Carel Willink (1900-1983)
Artist's Resale Right ("Droit de Suite"). Artist's… Read more PROPERTY OF A GENTLEMEN
Carel Willink (1900-1983)

Straat met standbeeld

Carel Willink (1900-1983)
Straat met standbeeld
signed and dated 'Willink/'34' (lower right)
oil on canvas
100 x 75 cm.
Painted in 1934.
Kunsthandel G.J. Nieuwenhuizen Segaar, Amsterdam, 1934.
D.C. Roëll, Amsterdam, 1939.
L. Rook, Delft, 1942.
By descent from the above to M. Rook, Amstelveen.
Acquired from the above by the present owner, 1997.
C. Veth, 'A.C. Willink' in: Maandblad voor Beeldende Kunsten, 11 (1934), p. 185 (illustrated).
P.H. Dubois, A.C. Willink, Amsterdam, 1940, p. 59 (illustrated).
Walter Kramer, Carel Willink, The Hague, 1973, no. 90, p. 77 (titled 'Straat met ruiterstandbeeld/Straat met geopende deuren').
H.L.C. Jaffé, Willink, Amsterdam, 1986, no. 157, p. 218 (illustrated p. 74 titled 'Straat met standbeeld').
The Hague, Kunsthandel G.J. Nieuwenhuizen Segaar, A.C. Willink, 14 April - 9 May 1934, no. 24.
Amsterdam, Kunsthandel Huinck & Scherjon, Tentoonstelling van schilderijen door A.C. Willink, 22 September - 20 October 1934, no. 3.
Amsterdam, Kunsthandel Huinck & Scherjon, Tentoonstelling van werken door tijdgenooten, 23 March - 20 April 1935, no. 3.
Rotterdam, Museum Boijmans-Van Beuningen, Schilderijen A.C. Willink, 14 October - 19 November 1939, no. 27.
Eindhoven, Stedelijk Van Abbemuseum, A.C. Willink, 9 April - 9 May 1949, no. 19.
Brussels, Palais des Beaux-Arts, Restrospectieve tentoonstelling A.C. Willink, 12 January - 4 February 1951, no. 30.
Tilburg, Paleis Raadhuis, A.C. Willink, 30 July - 19 September 1955, no. 16.
Belfast, Ulster Museum, Contemporary Dutch Art, 1962-1963, no. 78. Rotterdam, Museum Boijmans-Van Beuningen, Carel Willink, 7 December 1973 - 20 January 1974, no. 90.
Special notice

Artist's Resale Right ("Droit de Suite"). Artist's Resale Right Regulations 2006 apply to this lot, the buyer agrees to pay us an amount equal to the resale royalty provided for in those Regulations, and we undertake to the buyer to pay such amount to the artist's collection agent.

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Lot Essay

Carel Willink returned to Amsterdam in 1924 after several years in Berlin and Paris where he was in close contact with the avant-garde. After his second wife, Wilma Jeuken (1905-1960), had given him Max Doerner's (1870-1939) manual of painting materials and techniques called 'The Materials of the Artist and Their Use in Painting: With Notes on the Techniques of the Old Masters' in 1924, his style, formerly based on constructivism, slowly started to change. He began to develop the realistic precision that was to become his trademark. Willink had the desire to produce works that 'were technically so very much finished, that they could last for a long time' (see: Jaffé, p. 52). He returned to figuration and left abstract art behind him. Willink called his paintings: 'the only real thing amongst all uncertainties'. His search for a new technique was his way to create something of lasting and continuing significance in a time where all other things remained uncertain. After a journey to Italy and Berlin in 1931, during which he had visited an exhibition of Giorgio de Chirico (1888-1978), he moved in a different direction regarding his subject matters. The ominous atmosphere in the work of De Chirico, where time seemed to have stood still, must have made a great impression on him.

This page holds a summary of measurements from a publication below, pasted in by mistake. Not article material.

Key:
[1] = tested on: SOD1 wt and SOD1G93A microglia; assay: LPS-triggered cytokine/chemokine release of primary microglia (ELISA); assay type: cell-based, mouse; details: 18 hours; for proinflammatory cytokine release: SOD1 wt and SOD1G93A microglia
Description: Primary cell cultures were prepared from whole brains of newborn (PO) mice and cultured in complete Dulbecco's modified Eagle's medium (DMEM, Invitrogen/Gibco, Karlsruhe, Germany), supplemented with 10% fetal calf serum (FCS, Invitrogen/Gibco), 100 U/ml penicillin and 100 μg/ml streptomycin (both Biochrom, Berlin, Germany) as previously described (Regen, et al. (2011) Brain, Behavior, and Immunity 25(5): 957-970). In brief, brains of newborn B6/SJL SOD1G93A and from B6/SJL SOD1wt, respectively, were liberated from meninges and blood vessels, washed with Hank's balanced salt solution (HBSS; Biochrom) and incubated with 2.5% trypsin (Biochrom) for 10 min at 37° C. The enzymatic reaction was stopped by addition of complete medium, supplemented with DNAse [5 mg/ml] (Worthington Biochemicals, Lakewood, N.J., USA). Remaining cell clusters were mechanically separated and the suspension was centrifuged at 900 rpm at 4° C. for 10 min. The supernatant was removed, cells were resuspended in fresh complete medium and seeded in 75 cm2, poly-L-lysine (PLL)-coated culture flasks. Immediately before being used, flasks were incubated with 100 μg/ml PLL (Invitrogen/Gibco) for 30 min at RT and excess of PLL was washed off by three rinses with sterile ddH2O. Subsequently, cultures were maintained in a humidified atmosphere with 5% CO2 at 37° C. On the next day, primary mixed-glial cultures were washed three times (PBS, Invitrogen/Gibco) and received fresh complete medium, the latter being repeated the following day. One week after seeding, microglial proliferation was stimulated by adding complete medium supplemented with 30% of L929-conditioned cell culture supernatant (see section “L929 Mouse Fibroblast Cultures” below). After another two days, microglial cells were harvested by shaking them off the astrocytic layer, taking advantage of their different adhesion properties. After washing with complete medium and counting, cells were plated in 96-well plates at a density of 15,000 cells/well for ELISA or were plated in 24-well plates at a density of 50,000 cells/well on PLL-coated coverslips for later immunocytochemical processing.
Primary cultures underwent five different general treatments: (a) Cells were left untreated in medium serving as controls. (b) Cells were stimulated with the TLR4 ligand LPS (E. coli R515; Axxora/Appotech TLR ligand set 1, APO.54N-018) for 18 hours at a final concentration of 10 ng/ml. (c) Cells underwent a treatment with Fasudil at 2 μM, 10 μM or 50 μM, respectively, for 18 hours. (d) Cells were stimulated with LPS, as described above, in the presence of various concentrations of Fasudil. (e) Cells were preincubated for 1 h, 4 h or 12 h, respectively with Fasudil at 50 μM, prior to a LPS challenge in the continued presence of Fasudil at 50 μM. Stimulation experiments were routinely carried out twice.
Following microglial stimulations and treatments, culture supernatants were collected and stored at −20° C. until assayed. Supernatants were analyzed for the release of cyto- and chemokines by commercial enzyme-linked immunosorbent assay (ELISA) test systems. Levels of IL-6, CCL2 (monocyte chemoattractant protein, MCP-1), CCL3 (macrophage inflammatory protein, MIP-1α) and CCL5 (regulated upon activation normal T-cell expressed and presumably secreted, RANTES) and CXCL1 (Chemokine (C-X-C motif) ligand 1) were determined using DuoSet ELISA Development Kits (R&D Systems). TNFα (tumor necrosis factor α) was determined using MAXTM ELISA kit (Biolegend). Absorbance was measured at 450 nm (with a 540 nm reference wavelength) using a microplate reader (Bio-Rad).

This particular painting was made by Willink in 1934. During the early 1930's he painted several of his most important works. This present work shows a deserted street and a distant square with an equestrian statue and two pleople strolling, strangers to each other. The buildings, with classical facades, throw their shadow on the empty street and lonely square. A very dark and ominous clouded sky is depicted. Willink made several paintings including:'Jobstijding' (1932), 'Het Gele Huis' (1934), and the current work, in which the late 19th century architecture of Amsterdam played a prominent role. The buildings can often be immediately identified as existing buildings. The present lot can be found at the end of the 'Spiegelstraat', at the corner with the Herengracht. However, we should not attribute a special meaning to this location as it only serves as the backdrop to tell his story. One of the most notable aspects in the painting is the open door at the left. When the work was first exhibited in 1934 its title was 'Straat met de geopende deuren', which later changed to 'Straat met (ruiter)standbeeld'. The door evokes a feeling of mystery. The two pedestrians on the square only further increase the feeling of abandonment. The equestrian statue is a nearly literal translation of Jacques-Louis David's (1748-1825) famous painting of Napoleon (Collection Malmaison, France). This reference to Napoleon adds an almost apocalyptical implication to the work. 'Straat met standbeeld' is a highlight in Willink's oeuvre in which all the elements that make his work so intriguing come together. It is an ultimate example of Dutch interpretation of the international metaphysical painting in the interbellum.

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